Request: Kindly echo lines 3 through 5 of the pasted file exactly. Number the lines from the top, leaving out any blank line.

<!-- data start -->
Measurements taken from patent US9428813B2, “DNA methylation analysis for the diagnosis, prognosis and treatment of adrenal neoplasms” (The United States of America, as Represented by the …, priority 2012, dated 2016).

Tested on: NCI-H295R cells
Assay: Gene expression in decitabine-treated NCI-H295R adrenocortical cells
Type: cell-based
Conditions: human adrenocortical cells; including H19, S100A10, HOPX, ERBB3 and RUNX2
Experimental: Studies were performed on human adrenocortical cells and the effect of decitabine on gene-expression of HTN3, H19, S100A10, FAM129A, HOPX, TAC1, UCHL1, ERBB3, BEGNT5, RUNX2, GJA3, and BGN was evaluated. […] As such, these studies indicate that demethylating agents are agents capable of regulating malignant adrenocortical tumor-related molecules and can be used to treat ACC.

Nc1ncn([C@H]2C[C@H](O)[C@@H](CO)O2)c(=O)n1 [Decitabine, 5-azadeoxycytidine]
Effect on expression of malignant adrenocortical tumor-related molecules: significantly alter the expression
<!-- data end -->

Assay: Gene expression in decitabine-treated NCI-H295R adrenocortical cells
Type: cell-based
Conditions: human adrenocortical cells; including H19, S100A10, HOPX, ERBB3 and RUNX2